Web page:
Then Samson prayed to the Lord, “Sovereign Lord, remember me. Please, God, strengthen me just once more, and let me with one blow get revenge on the Philistines for my two eyes.” Then Samson reached toward the two central pillars on which the temple stood. Bracing himself against them, his right hand on the one and his left hand on the other, Samson said, “Let me die with the Philistines!” Then he pushed with all his might, and down came the temple on the rulers and all the people in it. Thus he killed many more when he died than while he lived. (Judges 16:28-30)

Samson dies in an act of self-sacrifice.  He is strengthened – not because his hair grew back, but because God’s call is for always.  Do you remember when the angel showed up to old Manoah and his wife?  He told the couple that the as yet unborn child would be a Nazirite.  “…for the boy shall be a Nazirite to God from birth to the day of his death.” (13:7)

As badly as he had blown it, time and time again, Samson could not escape God’s grace.  God had said that he would be blessed until the day he died, and he found that strength on that day.

This is a tragic end to a horrible story.  I know in the last few weeks I have been pretty rough on Samson.  I am troubled by his story because he could have chosen otherwise – but in the end, he deals with his demons in death the same way he did in life – with violence and destruction.

Beloved, you know fear.  You know regret.  You know worry.

Can you – can we – lay these things aside and cling to the good to which Christ calls us?  Can we choose to live as those who are endowed with superpowers – the gifts of trust, and forgiveness, and hope?

baptismYou are no better, and you are no worse, than Samson.  The things that derailed him can derail you and me – and will, if we give them half a chance.  Samson wound up killing himself as he fought his pride and pettiness and selfishness.  But you and I can claim our baptism and say, “Yes, I have already died to fear, regret, worry, and anything else that weakens me and gets in the way of the peace, faithfulness, and obedience to which I am called.”  You don’t have to live with the kryptonite.  And you don’t have to kill yourself.  We can lean into God’s grace for this day – forgetting about yesterday and trusting for tomorrow.  Thanks be to God.  Amen.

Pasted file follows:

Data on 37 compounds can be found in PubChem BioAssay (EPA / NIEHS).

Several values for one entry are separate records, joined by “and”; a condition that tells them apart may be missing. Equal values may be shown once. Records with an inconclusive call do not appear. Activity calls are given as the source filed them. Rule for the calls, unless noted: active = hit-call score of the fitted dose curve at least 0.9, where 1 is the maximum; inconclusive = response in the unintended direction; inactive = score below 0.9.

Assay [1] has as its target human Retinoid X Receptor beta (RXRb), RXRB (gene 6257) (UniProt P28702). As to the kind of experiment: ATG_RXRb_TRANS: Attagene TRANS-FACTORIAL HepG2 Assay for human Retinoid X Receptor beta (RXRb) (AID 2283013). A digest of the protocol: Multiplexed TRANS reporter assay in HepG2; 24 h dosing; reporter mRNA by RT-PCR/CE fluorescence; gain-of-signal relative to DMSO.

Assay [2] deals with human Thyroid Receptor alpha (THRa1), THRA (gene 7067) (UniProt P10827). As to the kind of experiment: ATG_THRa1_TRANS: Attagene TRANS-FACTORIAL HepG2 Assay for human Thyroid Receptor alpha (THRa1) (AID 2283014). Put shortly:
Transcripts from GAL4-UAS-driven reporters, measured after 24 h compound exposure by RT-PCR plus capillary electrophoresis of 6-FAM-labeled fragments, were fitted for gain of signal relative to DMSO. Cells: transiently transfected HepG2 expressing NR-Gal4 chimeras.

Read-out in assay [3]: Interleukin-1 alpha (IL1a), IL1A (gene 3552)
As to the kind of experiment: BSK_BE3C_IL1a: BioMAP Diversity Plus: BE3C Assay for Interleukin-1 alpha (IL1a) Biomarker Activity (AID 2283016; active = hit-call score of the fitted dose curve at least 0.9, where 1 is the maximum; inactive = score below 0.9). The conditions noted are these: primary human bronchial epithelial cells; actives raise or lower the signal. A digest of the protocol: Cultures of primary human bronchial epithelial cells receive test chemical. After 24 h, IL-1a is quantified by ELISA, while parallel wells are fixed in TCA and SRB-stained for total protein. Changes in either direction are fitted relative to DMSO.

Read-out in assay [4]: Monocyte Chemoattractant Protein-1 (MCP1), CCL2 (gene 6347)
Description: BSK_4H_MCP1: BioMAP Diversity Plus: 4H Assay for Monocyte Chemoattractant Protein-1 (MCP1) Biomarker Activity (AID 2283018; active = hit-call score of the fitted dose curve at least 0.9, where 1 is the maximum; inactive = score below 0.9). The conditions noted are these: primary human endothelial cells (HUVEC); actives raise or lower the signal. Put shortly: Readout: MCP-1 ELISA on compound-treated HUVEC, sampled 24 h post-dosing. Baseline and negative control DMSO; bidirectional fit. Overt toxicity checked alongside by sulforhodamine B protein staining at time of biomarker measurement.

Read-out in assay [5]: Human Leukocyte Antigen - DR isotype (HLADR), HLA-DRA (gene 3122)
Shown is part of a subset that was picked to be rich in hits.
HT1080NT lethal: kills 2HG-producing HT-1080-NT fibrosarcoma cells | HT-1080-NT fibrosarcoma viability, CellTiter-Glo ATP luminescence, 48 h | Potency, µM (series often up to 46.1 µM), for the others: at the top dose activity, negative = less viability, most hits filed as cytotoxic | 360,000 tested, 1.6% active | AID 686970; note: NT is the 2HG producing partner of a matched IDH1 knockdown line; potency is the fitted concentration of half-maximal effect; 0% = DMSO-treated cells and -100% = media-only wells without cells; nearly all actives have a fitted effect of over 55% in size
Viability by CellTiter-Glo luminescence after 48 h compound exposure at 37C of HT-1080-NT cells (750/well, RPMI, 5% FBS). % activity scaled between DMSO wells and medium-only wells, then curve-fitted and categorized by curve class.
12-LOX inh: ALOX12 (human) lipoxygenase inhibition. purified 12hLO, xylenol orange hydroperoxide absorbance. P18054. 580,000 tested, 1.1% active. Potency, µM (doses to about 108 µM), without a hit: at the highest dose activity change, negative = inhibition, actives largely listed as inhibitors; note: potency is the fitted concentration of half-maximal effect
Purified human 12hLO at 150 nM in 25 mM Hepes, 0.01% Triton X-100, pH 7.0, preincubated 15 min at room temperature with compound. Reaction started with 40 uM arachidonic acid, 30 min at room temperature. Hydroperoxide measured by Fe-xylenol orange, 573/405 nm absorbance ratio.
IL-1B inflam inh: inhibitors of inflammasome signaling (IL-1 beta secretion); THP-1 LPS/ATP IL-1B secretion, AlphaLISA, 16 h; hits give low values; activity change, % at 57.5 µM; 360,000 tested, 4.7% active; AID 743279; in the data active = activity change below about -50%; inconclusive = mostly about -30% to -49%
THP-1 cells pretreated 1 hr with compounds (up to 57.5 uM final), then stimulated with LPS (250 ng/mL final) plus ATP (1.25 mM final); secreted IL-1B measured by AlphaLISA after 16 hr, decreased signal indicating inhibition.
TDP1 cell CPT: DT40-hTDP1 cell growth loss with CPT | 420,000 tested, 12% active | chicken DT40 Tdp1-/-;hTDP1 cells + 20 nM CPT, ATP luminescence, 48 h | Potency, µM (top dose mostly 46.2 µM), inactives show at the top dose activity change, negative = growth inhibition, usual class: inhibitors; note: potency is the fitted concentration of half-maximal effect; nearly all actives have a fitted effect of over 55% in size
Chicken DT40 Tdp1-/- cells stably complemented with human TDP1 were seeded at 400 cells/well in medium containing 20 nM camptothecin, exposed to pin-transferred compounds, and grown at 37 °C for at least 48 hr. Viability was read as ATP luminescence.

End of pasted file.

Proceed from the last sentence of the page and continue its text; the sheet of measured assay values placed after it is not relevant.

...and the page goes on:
In the Shadow of Herod

This message was preached on the day of Epiphany – January 6, 2013.  Some people call this the “twelfth day of Christmas”.  It is, so far as most of the church is concerned, the end of the Christmas season.  Our friends in the Orthodox tradition are actually celebrating the birth of Jesus today.  For those reasons and more, it’s good to take one last look at the story before we pack up the tree and move back into “ordinary time”.   Our starting text was Matthew 2:1-12, the story of the Wise Men visiting the Christ Child.

When Matthew wants to tell us the story of Jesus’ birth, he gives us some context.  “In the days when Herod was king…”  Well, that makes sense.  You’re telling us about something, and you give us a reference.  I might begin a story with, “When I was in High School”, and you would know that I’m not talking about recent history, perhaps.  Or if I were to tell you about a trip to the airport and say, “Now, this was before 9/11”, then you’d know something about the world of my story.

In the days of King Herod, Wise Men from the East came looking for the King of the Jews.

A model depicting the grandeur of Herod's Temple

A model depicting the grandeur of Herod’s Temple

Well, they went to the right place, apparently.  They ended up in Jerusalem.  They would have seen the Temple that Herod had built there.  That Temple was the largest functioning religious site in the world.  Even today, the Temple Mount remains the largest man-made platform on earth.  If you wanted to find power and glory in first-century Palestine, then starting with Herod made a lot of sense.  All of the power and wealth and riches in the world seemed to flow towards this man.  He was a relentless builder, and constructed a number of cities and fortresses.  Perhaps you know the names of some of them: Caesarea, Masada, Antonia.

Sure, the Wise Men would have stopped in Jerusalem and met with Herod if it was a King that they wanted to find.

The Temple Mount in Jerusalem at the time of Christ

The Temple Mount in Jerusalem at the time of Christ